[Jhn 15:26 KJV] 26 But when the Comforter is come, whom I will send unto you from the Father, [even] the Spirit of truth, which proceedeth from the Father, he shall testify of me:
"Textus Receptus" of 15:26 Ὅταν δὲ ἔλθῃ ὁ παράκλητος ὃν ἐγὼ πέμψω ὑμῖν παρὰ τοῦ πατρός τὸ πνεῦμα τῆς ἀληθείας ὃ παρὰ τοῦ πατρὸς ἐκπορεύεται ἐκεῖνος μαρτυρήσει περὶ ἐμοῦ
"GNT Morph" of 15:26 ὅταν ἔλθῃ ὁ παράκλητος ὃν ἐγὼ πέμψω ὑμῖν παρὰ τοῦ πατρός τὸ πνεῦμα τῆς ἀληθείας ὃ παρὰ τοῦ πατρὸς ἐκπορεύεται ἐκεῖνος μαρτυρήσει περὶ ἐμοῦ
[Jhn 15:16 KJV] 16 Ye have not chosen me, but I have chosen you, and ordained you, that ye should go and bring forth fruit, and [that] your fruit should remain: that whatsoever ye shall ask of the Father in my name, he may give it you.
"Textus Receptus" of 15:16 οὐχ ὑμεῖς με ἐξελέξασθε ἀλλ᾽ ἐγὼ ἐξελεξάμην ὑμᾶς καὶ ἔθηκα ὑμᾶς ἵνα ὑμεῖς ὑπάγητε καὶ καρπὸν φέρητε καὶ ὁ καρπὸς ὑμῶν μένῃ ἵνα ὅ τι ἂν αἰτήσητε τὸν πατέρα ἐν τῷ ὀνόματί μου δῷ ὑμῖν
"GNT Morph" of 15:16 οὐχ ὑμεῖς με ἐξελέξασθε ἀλλ’ ἐγὼ ἐξελεξάμην ὑμᾶς καὶ ἔθηκα ὑμᾶς ἵνα ὑμεῖς ὑπάγητε καὶ καρπὸν φέρητε καὶ ὁ καρπὸς ὑμῶν μένῃ ἵνα ὅ τι ἂν αἰτήσητε τὸν πατέρα ἐν τῷ ὀνόματί μου δῷ ὑμῖν

—SOURCES: AND Misty MH (talk) 06:22, 22 September 2014 (UTC) Minor formatting Misty MH (talk) 06:24, 22 September 2014 (UTC) KJV & SOURCES: Misty MH (talk) 06:29, 22 September 2014 (UTC)

Greek diacritics in article source text[edit]

This recent edit overturned the immediately prior removal of a diacritical mark in the original Greek, which is certainly a nit in itself. But after investigating (for my own educational benefit), there may be a principle involved that it could be useful to resolve for any article that quotes a Greek original written in ancient times, Koine or not.

Notes for the uninitiated: This is a matter of Greek orthography (writing) only, not a matter of language versions. It affects the notational markings that indicate pronunciation only, not textual meanings. The differences arise because of changes of notation between the earlier polytonic orthography and the simpler, more modern monotonic orthography which has come to be adopted officially in secular use. The polytonic system represents in its diacritical symbols a method of pronouncing Greek as it was spoken in ancient times, including the way Koine Greek was pronounced at the time. This writing system was not itself ancient, but had been pretty fully developed by around 1000 AD and continued as standard formal Greek writing usage until the 1800s or so. It is still used by the Greek Orthodox Church (which also uses the original Koine Greek language of its worship services), and a few other groups who have their own reasons. Those diacritics may have some historical or scholarly value also, as they do represent more fully in notation the ancient language as it was spoken then, but otherwise it seems to have a more purely aesthetic value for some. The modern monotonic system represents the simplified modern pronunciation of Greek and is also clearly oriented to modern forms of the language (although Koine Greek can still be understood perfectly well when notated in and spoken with modern pronunciation).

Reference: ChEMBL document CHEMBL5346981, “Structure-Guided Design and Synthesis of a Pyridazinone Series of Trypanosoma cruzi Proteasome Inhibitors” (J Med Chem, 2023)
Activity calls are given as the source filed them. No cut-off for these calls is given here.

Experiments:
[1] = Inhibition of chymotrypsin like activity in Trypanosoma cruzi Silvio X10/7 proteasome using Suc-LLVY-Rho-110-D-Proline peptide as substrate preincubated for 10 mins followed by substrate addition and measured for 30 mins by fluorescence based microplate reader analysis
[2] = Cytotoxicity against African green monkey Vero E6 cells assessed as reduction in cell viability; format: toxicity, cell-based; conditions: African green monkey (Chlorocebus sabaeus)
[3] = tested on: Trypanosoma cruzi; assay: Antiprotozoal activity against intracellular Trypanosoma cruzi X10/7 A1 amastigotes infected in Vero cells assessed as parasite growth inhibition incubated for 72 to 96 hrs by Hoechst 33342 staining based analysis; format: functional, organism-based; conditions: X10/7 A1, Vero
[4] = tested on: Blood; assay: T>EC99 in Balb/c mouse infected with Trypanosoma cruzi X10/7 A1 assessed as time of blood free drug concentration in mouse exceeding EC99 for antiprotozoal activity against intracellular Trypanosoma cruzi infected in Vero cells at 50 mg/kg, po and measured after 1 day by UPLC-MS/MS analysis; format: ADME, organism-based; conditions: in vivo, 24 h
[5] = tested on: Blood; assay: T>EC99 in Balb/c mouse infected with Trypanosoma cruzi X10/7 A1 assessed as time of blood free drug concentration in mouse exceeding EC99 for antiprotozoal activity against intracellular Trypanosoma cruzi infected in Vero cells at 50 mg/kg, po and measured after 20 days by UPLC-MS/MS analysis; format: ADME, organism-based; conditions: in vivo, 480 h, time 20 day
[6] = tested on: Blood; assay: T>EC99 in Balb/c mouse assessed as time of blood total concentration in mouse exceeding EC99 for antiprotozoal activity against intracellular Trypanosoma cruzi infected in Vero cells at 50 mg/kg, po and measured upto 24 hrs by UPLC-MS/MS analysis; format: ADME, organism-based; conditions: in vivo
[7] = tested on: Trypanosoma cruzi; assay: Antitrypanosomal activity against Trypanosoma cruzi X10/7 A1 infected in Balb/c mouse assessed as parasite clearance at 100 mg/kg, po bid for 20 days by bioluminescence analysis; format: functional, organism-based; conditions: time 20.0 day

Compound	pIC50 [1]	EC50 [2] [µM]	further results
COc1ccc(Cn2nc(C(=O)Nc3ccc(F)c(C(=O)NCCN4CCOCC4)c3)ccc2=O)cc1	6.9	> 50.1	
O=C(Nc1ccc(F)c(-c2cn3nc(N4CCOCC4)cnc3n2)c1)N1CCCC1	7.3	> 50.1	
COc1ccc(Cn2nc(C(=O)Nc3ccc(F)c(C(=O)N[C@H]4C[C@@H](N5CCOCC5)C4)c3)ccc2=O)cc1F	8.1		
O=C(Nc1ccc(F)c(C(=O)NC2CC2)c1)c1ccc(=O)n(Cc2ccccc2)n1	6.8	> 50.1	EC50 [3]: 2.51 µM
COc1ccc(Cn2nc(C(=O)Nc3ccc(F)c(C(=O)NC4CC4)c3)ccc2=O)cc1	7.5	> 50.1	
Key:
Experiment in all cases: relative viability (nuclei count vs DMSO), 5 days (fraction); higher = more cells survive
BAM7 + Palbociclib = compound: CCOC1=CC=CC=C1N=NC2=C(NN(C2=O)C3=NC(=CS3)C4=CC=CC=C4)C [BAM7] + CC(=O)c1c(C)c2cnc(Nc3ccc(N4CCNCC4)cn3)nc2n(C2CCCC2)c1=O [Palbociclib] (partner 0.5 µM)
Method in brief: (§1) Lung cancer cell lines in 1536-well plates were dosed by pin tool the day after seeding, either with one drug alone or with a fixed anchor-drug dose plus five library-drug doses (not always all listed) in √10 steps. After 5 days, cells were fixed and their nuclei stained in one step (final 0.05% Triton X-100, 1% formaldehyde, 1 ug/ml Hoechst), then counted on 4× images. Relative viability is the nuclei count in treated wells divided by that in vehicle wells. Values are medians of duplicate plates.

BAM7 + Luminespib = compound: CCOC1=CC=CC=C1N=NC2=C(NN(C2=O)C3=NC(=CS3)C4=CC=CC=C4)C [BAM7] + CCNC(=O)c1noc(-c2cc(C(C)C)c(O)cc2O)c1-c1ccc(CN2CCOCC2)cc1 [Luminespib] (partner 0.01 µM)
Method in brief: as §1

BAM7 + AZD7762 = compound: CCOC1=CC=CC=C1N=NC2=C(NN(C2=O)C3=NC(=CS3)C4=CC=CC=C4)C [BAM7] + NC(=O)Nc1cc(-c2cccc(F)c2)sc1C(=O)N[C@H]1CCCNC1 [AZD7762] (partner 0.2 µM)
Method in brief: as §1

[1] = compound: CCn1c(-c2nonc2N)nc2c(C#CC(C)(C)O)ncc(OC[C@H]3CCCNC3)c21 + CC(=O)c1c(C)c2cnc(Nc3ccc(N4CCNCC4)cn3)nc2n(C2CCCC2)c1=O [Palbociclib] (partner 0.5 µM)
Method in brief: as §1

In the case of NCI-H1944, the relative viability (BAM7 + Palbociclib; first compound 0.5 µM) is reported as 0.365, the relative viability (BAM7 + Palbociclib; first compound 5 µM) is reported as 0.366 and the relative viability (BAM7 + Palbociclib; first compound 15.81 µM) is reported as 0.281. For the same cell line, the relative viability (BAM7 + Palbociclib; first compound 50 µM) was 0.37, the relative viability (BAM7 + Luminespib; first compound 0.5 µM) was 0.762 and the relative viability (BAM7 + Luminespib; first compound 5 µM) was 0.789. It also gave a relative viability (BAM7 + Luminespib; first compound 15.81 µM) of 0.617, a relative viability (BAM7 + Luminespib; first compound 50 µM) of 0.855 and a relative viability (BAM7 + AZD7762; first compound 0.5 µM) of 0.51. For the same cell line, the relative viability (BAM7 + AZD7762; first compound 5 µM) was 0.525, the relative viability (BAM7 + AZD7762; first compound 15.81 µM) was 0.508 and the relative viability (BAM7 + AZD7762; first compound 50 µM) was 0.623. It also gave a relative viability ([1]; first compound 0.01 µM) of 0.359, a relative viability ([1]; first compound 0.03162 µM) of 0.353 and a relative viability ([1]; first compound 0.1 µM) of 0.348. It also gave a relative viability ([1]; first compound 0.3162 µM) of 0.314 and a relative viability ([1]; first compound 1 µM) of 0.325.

The edit above mentioned thus preserves the earlier style of writing with its indications of the ancient style of pronunciation, for a text that is clearly ancient. That is also in keeping with the Greek Church, which preserves its use in the same way into the modern day. While the Church may have multiple reasons (I don't know), I can understand a desire to preserve the connection of the ancient language to its ancient pronunciation and to its standard written presentation until relatively recent times, and also recognize its scholarly value. So I'm fine with the edit, and with similar future edits in this article and all over Christianity articles that similarly present ancient Greek text. But I have no axe to grind about it. I just want to ask if everyone would prefer to establish this approach as a WP norm that we apply all over, or if we would wish to establish the monotonic system as a norm instead, or if we would wish not to establish a norm at all. The last option leaves open the question about which edit here was correct, for the original removal of the diacritic was simply the text's presentation in the monotonic system. If we decide on a norm, then such edits will not be "uncertain", as JudeccaXIII himself allowed in the edit summary. Comments? Evensteven (talk) 18:15, 19 December 2014 (UTC)

The purpose of quoting a Greek phrase in an article of this kind is not to indicate how a modern Greek would say it, any more than the purpose of quoting a Latin phrase is to indicate how a modern Roman would say it (i.e., in Italian). The monotonic orthography is a modern invention that has not yet chalked up even half a century of official use. It was not used by the authors quoted. Esoglou (talk) 19:39, 19 December 2014 (UTC)

English style[edit]

No objections to editing/reversing, but I did look around for some marker or indication of what English style is used for this article, and found none. If there is a consensus here, wouldn't it be good to leave a message to that effect at the top of the article (as comment text, of course)? Evensteven (talk) 02:33, 4 August 2015 (UTC)

In this revision on 17 October 2004 American English was already used. WP:RETAIN says "When an English variety's consistent usage has been established in an article, maintain it in the absence of consensus to the contrary. With few exceptions (e.g. when a topic has strong national ties or a term/spelling carries less ambiguity), there is no valid reason for such a change." No consensus here is necessary to retain American English. Elizium23 (talk) 03:00, 4 August 2015 (UTC)
True. So I see you've supplied the marker I was looking for: thanks. I couldn't recall what the magic spell was. :) Evensteven (talk) 03:19, 4 August 2015 (UTC)